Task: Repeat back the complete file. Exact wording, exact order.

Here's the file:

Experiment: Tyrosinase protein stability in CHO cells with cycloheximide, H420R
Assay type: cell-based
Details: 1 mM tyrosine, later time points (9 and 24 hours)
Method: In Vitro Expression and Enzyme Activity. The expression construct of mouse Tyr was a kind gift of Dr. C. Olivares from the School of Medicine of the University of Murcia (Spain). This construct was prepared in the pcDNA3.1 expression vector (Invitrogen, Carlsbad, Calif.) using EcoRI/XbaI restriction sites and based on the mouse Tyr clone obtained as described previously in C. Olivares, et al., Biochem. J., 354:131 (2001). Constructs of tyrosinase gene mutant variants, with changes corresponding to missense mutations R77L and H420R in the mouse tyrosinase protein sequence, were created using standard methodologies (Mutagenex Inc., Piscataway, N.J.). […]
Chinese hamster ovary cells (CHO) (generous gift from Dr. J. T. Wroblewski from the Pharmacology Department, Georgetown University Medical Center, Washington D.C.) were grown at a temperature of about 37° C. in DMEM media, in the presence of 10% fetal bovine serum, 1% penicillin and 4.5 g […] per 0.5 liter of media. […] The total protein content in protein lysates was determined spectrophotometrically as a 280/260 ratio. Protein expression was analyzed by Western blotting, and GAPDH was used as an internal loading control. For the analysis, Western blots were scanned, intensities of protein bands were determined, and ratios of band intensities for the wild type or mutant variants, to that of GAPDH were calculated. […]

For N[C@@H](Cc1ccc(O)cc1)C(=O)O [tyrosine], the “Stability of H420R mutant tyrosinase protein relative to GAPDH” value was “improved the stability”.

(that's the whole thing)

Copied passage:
Experiment: Tyrosinase protein stability in CHO cells with cycloheximide, H420R
Assay type: cell-based
Details: 1 mM tyrosine, later time points (9 and 24 hours)
Method: In Vitro Expression and Enzyme Activity. The expression construct of mouse Tyr was a kind gift of Dr. C. Olivares from the School of Medicine of the University of Murcia (Spain). This construct was prepared in the pcDNA3.1 expression vector (Invitrogen, Carlsbad, Calif.) using EcoRI/XbaI restriction sites and based on the mouse Tyr clone obtained as described previously in C. Olivares, et al., Biochem. J., 354:131 (2001). Constructs of tyrosinase gene mutant variants, with changes corresponding to missense mutations R77L and H420R in the mouse tyrosinase protein sequence, were created using standard methodologies (Mutagenex Inc., Piscataway, N.J.). […]
Chinese hamster ovary cells (CHO) (generous gift from Dr. J. T. Wroblewski from the Pharmacology Department, Georgetown University Medical Center, Washington D.C.) were grown at a temperature of about 37° C. in DMEM media, in the presence of 10% fetal bovine serum, 1% penicillin and 4.5 g […] per 0.5 liter of media. […] The total protein content in protein lysates was determined spectrophotometrically as a 280/260 ratio. Protein expression was analyzed by Western blotting, and GAPDH was used as an internal loading control. For the analysis, Western blots were scanned, intensities of protein bands were determined, and ratios of band intensities for the wild type or mutant variants, to that of GAPDH were calculated. […]

For N[C@@H](Cc1ccc(O)cc1)C(=O)O [tyrosine], the “Stability of H420R mutant tyrosinase protein relative to GAPDH” value was “improved the stability”.